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Music of Nicaragua

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Title: Music of Nicaragua  
Author: World Heritage Encyclopedia
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Subject: Music of Costa Rica, Music of Honduras, Music of El Salvador, Music of Panama, Music of the Dominican Republic
Collection: Nicaraguan Music
Publisher: World Heritage Encyclopedia

Music of Nicaragua

Music of Nicaragua is a mixture of indigenous and European, especially Spanish, influences. Musical instruments include the marimba and others that are common across Central America. Pop music includes Cuban, Brazilian, Mexican and Panamanian performers, as well as those from Europe and the United States.[1]

Nicaraguans enjoys their local artist's music but also enjoy music from around the world. They enjoy the Dominican Republic's bachata and merengue, Jamaica's reggae, Panama's reggaeton and Colombia's Cumbia among other genres including pop.[2] Among the younger crowds heavy metal and rock has become very popular.[3]


  • Styles of music 1
  • Instruments 2
  • Theater 3
  • Nicaraguans in Music 4
  • References 5
  • External links 6

Styles of music

Nicaraguan music is a mixture of different cultures from indigenous tribes, European conquerors, and slaves. Styles of music vary throughout the different regions in the country. In the Caribbean coast music with African and indigenous influence are heard, in the Pacific coast the music is considered to be a mixture of the indigenous and Spanish culture and in the North/Central region of Nicaragua the music has more of a European flavor, this is because of the significant wave of Europeans, mostly Germans, that live in the region. European influenced dances like the polka and Mazurka are also danced in this region.[3]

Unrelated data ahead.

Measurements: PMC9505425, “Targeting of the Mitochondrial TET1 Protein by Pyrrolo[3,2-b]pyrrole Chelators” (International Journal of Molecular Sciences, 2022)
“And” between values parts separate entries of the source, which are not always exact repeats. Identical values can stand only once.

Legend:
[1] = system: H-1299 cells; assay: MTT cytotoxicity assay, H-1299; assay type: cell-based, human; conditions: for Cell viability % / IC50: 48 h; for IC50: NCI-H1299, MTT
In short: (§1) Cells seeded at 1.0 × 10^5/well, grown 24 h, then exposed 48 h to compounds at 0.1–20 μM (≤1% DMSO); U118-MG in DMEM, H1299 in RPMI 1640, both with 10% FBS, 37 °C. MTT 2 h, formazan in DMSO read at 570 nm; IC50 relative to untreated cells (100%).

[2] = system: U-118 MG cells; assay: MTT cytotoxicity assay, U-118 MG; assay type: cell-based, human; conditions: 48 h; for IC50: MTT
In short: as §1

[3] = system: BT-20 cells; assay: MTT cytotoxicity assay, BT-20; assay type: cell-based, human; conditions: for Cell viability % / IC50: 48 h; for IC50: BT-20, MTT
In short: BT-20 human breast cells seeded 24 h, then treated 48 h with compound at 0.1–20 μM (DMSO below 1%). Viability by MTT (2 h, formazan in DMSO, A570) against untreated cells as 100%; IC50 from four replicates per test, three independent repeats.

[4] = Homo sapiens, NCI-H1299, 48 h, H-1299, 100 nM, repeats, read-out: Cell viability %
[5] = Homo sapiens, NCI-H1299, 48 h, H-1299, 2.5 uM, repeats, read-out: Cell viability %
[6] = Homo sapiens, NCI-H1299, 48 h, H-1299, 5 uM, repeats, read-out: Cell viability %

The Caribbean coast of Nicaragua is known for its Palo de Mayo, which is a lively and sensual form of dance music that is especially loud and celebrated during the Palo de Mayo festival. The Garifuna community exists in Nicaragua and is known for its popular music called Punta. Also, Soca, Reggaeton and Reggae is popular throughout the country.

Rhythms like the trova became essential to writers in the post-war scenario of the 70s and 80s. Writers used trova to express social injustice, their hope for a better tomorrow, patriotism, and ecological conservation. This, in time, became a rhythm used in artistic Nicaraguan creations, and it therefore also became part of the culture. Well known in this category is Duo Guardabarranco, formed by the brothers Salvador and Katia Cardenal.[4]

Another popular musical genre in Nicaragua is the Chicheros, often consisting of a trumpet and trombone or other brass instruments, with additional musicians playing various percussions. This is often to be heard in private parties around the country.[3]


The marimba of Nicaragua distinguishes itself from the other forms of marimba in Central America by the way it is played. Nicaragua's marimba is played by a sitting performer holding the instrument on his knees. They are usually accompanied by a bass fiddle, guitar and guitarrilla (a small guitar similar to a mandolin). This music is played at social functions as a sort of background music. The marimba is made with hardwood plates, placed over bamboo or metal tubes of varying lengths. It is played with two or four hammers.[1]